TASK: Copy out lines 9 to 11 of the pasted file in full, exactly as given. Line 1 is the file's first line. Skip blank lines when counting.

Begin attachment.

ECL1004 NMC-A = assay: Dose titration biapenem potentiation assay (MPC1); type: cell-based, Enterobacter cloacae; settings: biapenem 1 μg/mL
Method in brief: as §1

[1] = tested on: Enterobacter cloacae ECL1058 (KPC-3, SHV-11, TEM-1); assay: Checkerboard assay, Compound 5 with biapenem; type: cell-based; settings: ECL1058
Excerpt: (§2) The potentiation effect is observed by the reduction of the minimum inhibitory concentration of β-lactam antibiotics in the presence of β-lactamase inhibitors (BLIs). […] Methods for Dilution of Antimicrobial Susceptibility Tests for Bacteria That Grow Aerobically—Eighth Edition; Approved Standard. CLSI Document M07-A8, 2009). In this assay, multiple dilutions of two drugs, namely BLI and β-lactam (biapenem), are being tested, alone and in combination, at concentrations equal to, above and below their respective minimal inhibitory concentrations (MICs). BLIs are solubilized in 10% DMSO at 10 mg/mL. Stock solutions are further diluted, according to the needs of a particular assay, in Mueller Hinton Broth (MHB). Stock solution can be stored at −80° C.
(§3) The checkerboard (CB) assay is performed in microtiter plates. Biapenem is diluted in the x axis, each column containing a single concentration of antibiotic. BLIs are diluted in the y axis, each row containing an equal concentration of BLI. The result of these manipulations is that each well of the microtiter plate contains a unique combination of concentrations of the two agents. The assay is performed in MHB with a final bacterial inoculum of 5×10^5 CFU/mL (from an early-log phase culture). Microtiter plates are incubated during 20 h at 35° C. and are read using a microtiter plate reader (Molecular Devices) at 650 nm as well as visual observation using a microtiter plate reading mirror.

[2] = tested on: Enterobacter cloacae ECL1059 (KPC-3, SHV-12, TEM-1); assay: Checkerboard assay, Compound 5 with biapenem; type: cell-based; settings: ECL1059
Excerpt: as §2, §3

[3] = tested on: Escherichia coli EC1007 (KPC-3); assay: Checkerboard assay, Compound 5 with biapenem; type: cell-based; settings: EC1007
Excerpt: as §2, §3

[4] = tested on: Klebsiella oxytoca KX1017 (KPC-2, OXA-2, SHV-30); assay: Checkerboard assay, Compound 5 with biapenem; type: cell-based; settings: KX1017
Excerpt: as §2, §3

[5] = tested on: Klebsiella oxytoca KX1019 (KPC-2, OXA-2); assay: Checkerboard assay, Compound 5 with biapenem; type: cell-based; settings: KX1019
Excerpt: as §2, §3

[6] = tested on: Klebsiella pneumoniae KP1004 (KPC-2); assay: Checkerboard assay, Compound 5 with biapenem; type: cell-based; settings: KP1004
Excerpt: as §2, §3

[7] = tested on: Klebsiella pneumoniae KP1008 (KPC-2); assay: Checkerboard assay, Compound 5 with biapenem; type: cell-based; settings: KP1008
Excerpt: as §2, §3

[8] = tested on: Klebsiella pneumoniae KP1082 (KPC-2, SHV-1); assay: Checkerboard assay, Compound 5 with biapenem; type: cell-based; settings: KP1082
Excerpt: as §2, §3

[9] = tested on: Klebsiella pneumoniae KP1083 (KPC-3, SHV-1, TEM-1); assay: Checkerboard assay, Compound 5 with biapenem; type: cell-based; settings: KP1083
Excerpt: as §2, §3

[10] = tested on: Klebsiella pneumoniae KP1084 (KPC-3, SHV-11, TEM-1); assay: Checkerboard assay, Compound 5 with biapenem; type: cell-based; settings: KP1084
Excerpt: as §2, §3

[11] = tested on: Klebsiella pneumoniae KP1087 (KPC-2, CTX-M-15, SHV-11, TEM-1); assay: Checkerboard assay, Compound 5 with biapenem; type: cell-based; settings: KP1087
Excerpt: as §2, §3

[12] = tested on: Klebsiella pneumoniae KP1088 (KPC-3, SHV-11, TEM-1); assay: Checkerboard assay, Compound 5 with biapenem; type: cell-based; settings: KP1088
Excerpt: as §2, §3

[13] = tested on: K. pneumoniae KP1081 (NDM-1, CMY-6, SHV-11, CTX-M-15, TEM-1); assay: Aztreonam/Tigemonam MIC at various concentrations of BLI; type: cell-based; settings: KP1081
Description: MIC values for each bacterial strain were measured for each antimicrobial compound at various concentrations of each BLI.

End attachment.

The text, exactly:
Excerpt: as §2, §3

[4] = tested on: Klebsiella oxytoca KX1017 (KPC-2, OXA-2, SHV-30); assay: Checkerboard assay, Compound 5 with biapenem; type: cell-based; settings: KX1017
Excerpt: as §2, §3